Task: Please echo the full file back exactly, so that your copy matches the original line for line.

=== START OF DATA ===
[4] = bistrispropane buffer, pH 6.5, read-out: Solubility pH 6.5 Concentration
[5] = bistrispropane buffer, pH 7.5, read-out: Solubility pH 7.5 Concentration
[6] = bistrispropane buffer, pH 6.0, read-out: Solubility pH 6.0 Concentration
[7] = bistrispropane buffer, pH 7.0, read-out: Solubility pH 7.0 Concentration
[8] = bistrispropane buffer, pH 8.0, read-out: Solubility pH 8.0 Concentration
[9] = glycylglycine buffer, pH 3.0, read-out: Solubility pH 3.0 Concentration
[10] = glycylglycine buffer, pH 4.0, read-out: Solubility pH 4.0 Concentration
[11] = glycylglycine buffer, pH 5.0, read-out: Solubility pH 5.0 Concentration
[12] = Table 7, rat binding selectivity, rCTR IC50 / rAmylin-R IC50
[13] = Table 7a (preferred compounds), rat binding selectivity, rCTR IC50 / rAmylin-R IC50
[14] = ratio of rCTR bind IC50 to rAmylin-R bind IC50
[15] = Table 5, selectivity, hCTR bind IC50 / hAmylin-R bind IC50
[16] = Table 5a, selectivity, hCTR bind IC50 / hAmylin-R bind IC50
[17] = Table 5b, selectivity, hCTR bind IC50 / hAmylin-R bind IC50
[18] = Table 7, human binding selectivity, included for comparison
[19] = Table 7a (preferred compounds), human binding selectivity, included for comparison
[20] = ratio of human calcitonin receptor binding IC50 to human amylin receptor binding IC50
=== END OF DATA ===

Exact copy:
[4] = bistrispropane buffer, pH 6.5, read-out: Solubility pH 6.5 Concentration
[5] = bistrispropane buffer, pH 7.5, read-out: Solubility pH 7.5 Concentration
[6] = bistrispropane buffer, pH 6.0, read-out: Solubility pH 6.0 Concentration
[7] = bistrispropane buffer, pH 7.0, read-out: Solubility pH 7.0 Concentration
[8] = bistrispropane buffer, pH 8.0, read-out: Solubility pH 8.0 Concentration
[9] = glycylglycine buffer, pH 3.0, read-out: Solubility pH 3.0 Concentration
[10] = glycylglycine buffer, pH 4.0, read-out: Solubility pH 4.0 Concentration
[11] = glycylglycine buffer, pH 5.0, read-out: Solubility pH 5.0 Concentration
[12] = Table 7, rat binding selectivity, rCTR IC50 / rAmylin-R IC50
[13] = Table 7a (preferred compounds), rat binding selectivity, rCTR IC50 / rAmylin-R IC50
[14] = ratio of rCTR bind IC50 to rAmylin-R bind IC50
[15] = Table 5, selectivity, hCTR bind IC50 / hAmylin-R bind IC50
[16] = Table 5a, selectivity, hCTR bind IC50 / hAmylin-R bind IC50
[17] = Table 5b, selectivity, hCTR bind IC50 / hAmylin-R bind IC50
[18] = Table 7, human binding selectivity, included for comparison
[19] = Table 7a (preferred compounds), human binding selectivity, included for comparison
[20] = ratio of human calcitonin receptor binding IC50 to human amylin receptor binding IC50